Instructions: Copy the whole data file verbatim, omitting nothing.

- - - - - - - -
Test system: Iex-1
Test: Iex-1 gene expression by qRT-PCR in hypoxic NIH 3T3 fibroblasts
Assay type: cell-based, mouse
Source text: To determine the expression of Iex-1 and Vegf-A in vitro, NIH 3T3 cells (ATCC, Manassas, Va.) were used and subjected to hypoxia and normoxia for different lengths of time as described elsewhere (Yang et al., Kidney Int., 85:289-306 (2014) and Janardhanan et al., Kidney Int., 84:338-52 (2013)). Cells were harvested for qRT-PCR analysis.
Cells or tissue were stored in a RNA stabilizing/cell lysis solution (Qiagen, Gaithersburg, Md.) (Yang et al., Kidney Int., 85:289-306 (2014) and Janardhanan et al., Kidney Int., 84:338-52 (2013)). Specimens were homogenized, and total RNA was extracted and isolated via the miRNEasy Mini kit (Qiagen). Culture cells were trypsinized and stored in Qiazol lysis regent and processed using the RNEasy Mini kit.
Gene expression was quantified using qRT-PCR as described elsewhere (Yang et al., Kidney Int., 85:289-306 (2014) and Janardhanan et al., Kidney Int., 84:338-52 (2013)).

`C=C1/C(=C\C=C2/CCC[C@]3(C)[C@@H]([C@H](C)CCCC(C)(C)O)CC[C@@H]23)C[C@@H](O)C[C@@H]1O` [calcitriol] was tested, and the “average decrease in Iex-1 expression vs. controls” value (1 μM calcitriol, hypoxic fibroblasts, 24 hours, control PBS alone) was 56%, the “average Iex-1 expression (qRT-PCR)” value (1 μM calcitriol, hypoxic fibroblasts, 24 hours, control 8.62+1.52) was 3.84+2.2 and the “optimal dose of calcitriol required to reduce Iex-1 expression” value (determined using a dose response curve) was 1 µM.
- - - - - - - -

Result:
Test system: Iex-1
Test: Iex-1 gene expression by qRT-PCR in hypoxic NIH 3T3 fibroblasts
Assay type: cell-based, mouse
Source text: To determine the expression of Iex-1 and Vegf-A in vitro, NIH 3T3 cells (ATCC, Manassas, Va.) were used and subjected to hypoxia and normoxia for different lengths of time as described elsewhere (Yang et al., Kidney Int., 85:289-306 (2014) and Janardhanan et al., Kidney Int., 84:338-52 (2013)). Cells were harvested for qRT-PCR analysis.
Cells or tissue were stored in a RNA stabilizing/cell lysis solution (Qiagen, Gaithersburg, Md.) (Yang et al., Kidney Int., 85:289-306 (2014) and Janardhanan et al., Kidney Int., 84:338-52 (2013)). Specimens were homogenized, and total RNA was extracted and isolated via the miRNEasy Mini kit (Qiagen). Culture cells were trypsinized and stored in Qiazol lysis regent and processed using the RNEasy Mini kit.
Gene expression was quantified using qRT-PCR as described elsewhere (Yang et al., Kidney Int., 85:289-306 (2014) and Janardhanan et al., Kidney Int., 84:338-52 (2013)).

`C=C1/C(=C\C=C2/CCC[C@]3(C)[C@@H]([C@H](C)CCCC(C)(C)O)CC[C@@H]23)C[C@@H](O)C[C@@H]1O` [calcitriol] was tested, and the “average decrease in Iex-1 expression vs. controls” value (1 μM calcitriol, hypoxic fibroblasts, 24 hours, control PBS alone) was 56%, the “average Iex-1 expression (qRT-PCR)” value (1 μM calcitriol, hypoxic fibroblasts, 24 hours, control 8.62+1.52) was 3.84+2.2 and the “optimal dose of calcitriol required to reduce Iex-1 expression” value (determined using a dose response curve) was 1 µM.